ORLISTAT IN OBESITY

A rapid and systematic review of the clinical effectiveness and cost-effectiveness of orlistat in the management of obesity

Background

Obesity is associated with an increased risk of co-morbidity, including cardiovascular disease and diabetes. Following the withdrawal of fenfluramine and dexfenfluramine, interest has focused on a novel anti-obesity drug orlistat. The aim of this review was to systematically assess the clinical effectiveness and cost-effectiveness of orlistat in the management of obesity.

Findings

Although many trials have demonstrated statistically significant differences between groups in terms of weight loss in favour of orlistat versus placebo, the differences may not always be of clinical significance. The clinical significance of between-group differences for secondary outcomes may also be debatable. Possible adverse effects should be taken into account when prescribing orlistat, particularly gastrointestinal effects.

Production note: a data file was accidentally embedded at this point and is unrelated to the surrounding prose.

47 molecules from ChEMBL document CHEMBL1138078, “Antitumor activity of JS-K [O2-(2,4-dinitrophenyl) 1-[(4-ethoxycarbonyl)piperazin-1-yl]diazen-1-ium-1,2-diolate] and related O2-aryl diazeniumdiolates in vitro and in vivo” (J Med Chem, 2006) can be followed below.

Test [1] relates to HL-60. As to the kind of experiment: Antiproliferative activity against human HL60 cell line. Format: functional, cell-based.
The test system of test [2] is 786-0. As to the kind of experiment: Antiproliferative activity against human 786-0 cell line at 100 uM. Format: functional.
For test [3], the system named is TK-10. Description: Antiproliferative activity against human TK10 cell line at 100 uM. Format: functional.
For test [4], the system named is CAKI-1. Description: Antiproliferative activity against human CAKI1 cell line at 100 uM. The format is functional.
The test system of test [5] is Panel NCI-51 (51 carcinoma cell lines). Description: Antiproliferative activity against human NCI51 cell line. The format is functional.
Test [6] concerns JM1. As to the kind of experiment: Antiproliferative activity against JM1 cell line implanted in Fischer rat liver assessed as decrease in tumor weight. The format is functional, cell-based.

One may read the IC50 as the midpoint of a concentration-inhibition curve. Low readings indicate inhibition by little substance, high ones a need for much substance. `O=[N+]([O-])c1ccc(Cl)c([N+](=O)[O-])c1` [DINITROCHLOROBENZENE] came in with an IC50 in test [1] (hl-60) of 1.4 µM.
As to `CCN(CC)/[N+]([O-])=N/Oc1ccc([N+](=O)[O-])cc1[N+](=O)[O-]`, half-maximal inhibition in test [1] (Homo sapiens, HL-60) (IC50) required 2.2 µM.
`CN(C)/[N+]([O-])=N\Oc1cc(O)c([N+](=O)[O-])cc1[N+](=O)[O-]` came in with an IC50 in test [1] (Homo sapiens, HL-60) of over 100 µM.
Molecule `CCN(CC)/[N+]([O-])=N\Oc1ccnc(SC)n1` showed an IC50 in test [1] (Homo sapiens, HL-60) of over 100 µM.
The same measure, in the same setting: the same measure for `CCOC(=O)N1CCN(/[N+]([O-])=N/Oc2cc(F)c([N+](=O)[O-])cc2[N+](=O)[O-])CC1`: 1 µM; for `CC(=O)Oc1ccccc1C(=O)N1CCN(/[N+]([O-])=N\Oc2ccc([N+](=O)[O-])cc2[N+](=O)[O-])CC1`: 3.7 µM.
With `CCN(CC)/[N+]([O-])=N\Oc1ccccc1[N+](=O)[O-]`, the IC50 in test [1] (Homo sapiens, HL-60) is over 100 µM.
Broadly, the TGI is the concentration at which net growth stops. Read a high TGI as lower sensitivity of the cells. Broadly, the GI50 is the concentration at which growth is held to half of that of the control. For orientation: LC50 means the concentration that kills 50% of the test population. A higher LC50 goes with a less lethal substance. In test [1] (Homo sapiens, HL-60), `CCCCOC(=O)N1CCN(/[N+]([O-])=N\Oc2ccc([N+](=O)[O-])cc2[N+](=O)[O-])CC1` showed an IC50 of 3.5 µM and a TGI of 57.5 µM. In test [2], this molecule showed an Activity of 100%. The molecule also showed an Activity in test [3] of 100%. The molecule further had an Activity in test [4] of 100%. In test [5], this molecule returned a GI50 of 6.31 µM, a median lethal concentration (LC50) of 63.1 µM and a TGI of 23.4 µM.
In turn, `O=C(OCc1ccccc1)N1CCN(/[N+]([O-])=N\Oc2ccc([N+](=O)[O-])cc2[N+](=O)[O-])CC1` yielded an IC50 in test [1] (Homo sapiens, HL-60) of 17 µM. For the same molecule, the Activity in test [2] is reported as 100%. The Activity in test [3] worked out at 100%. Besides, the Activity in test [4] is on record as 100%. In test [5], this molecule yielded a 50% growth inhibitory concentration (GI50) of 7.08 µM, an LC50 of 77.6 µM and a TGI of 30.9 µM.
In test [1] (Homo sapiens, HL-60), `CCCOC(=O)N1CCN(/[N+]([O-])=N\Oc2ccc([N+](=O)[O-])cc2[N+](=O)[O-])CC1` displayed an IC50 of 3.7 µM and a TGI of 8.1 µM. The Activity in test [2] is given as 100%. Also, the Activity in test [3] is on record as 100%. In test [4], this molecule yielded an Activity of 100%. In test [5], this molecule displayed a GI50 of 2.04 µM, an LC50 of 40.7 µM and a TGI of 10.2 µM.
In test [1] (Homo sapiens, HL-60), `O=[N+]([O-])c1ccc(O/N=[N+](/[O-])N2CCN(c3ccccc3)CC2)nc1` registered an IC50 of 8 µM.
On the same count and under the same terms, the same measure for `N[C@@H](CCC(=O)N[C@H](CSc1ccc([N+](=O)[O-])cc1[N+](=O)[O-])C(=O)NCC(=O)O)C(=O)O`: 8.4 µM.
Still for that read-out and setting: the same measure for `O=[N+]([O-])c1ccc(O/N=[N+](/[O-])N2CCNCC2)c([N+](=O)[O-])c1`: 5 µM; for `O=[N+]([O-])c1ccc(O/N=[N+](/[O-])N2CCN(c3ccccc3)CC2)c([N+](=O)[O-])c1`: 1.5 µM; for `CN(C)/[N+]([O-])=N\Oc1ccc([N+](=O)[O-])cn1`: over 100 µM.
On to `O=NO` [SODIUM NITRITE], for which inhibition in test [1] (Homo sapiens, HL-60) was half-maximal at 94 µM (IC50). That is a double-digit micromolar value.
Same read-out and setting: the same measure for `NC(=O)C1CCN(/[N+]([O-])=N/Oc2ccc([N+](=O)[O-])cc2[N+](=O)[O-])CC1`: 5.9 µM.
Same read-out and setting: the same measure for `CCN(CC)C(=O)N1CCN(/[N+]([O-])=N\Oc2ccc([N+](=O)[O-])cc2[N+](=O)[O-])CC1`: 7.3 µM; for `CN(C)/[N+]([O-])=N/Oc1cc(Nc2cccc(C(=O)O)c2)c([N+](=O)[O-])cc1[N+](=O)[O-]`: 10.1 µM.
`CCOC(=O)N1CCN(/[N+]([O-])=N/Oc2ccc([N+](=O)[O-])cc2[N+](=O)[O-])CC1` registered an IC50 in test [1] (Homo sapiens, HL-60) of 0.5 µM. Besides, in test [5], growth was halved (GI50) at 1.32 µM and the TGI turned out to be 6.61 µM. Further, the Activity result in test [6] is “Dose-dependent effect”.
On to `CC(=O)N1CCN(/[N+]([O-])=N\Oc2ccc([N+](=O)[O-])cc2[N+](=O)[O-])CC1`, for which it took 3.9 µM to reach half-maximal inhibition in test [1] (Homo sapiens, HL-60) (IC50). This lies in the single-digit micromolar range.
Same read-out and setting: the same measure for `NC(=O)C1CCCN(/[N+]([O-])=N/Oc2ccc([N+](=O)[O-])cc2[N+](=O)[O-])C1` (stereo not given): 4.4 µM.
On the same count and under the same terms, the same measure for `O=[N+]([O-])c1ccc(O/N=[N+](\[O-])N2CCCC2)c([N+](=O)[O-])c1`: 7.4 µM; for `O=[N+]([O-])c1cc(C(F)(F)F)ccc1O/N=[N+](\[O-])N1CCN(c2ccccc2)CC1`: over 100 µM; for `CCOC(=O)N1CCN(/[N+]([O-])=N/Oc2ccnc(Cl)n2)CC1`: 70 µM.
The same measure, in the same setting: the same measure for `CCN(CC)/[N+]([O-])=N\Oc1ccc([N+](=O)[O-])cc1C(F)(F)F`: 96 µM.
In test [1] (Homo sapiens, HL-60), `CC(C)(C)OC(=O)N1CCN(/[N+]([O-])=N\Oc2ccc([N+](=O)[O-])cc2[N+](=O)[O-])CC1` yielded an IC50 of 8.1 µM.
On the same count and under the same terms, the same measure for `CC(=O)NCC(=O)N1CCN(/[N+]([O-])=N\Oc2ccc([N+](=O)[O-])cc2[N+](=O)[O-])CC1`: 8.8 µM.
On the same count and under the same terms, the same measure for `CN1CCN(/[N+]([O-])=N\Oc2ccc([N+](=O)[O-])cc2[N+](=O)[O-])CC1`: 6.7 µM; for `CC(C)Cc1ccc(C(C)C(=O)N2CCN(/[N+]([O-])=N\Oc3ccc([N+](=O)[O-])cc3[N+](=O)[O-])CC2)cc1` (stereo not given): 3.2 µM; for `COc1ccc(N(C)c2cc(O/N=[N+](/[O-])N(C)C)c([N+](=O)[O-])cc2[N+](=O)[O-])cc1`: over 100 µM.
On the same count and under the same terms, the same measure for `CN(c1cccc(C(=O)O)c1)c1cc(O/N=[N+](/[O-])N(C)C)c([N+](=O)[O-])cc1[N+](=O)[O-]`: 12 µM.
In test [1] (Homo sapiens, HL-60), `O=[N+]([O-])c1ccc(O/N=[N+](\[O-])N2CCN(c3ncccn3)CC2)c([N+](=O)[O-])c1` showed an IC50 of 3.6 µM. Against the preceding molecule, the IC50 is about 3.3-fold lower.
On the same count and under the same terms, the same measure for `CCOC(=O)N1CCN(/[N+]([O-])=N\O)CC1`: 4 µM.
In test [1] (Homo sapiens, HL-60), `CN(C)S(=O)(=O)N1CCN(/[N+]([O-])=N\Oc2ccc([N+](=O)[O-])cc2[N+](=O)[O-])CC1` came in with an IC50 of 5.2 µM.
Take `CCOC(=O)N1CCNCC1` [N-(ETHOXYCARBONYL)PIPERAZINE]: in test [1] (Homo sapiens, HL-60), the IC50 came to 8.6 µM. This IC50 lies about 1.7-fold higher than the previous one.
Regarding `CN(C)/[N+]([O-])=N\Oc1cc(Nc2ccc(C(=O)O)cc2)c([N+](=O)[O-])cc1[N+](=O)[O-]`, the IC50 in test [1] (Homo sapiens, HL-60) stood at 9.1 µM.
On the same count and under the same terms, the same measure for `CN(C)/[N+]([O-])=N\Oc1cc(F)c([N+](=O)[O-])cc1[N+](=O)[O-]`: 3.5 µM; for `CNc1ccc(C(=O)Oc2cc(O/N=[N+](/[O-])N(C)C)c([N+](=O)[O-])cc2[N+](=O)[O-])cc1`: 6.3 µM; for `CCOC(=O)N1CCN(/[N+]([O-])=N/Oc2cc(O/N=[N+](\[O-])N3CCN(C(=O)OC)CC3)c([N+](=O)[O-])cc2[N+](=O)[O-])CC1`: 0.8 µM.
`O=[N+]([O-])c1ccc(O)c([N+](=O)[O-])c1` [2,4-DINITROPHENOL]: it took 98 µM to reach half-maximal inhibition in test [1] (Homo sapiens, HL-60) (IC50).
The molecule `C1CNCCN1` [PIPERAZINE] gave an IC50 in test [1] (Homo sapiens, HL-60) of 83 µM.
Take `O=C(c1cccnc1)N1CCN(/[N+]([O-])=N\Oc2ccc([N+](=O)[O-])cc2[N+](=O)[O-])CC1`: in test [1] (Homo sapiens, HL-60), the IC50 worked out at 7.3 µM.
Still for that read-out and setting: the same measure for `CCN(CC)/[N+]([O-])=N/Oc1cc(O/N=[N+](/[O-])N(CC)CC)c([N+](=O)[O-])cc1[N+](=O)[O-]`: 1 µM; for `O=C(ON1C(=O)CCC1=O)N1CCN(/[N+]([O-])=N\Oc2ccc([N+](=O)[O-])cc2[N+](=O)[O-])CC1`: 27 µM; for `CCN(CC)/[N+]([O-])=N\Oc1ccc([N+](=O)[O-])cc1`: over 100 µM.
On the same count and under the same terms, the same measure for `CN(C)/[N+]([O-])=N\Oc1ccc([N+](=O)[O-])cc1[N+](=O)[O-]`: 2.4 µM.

Conducted by: S O'Meara1, R Riemsma1, L Shirran1, L Mather1, G ter Riet1,2

1. NHS Centre for Reviews and Dissemination; 2. Department of Epidemiology, University of Maastricht

Further details

Project page on HTA Programme website

Related guidance

Commissioned to inform NICE Technology Appraisal 22: Orlistat for the treatment of obesity in adults. London: National Institute for Clinical Excellence; 2001. NB: This guidance is obsolete and has been replaced by CG43 Obesity

Publications

O'Meara S, Riemsma R, Shirran L, Mather L, ter Riet G. A rapid and systematic review of the clinical effectiveness and cost-effectiveness of orlistat in the management of obesity. Health Technol Assess. 2001;5(18)

O'Meara S, Riemsma R, Shirran L, Mather L, ter Riet G. A systematic review of the clinical effectiveness of orlistat used for the management of obesity. Obes Rev. 2004;5(1):51-68

Presentations

O'Meara S, Riemsma R, Shirran L, Mather L, ter Riet G. Systematic review of orlistat for obesity. ISTAHC Conference; 2001 June; Philadelphia, USA

Funding

Commissioned by the HTA Programme on behalf of NICE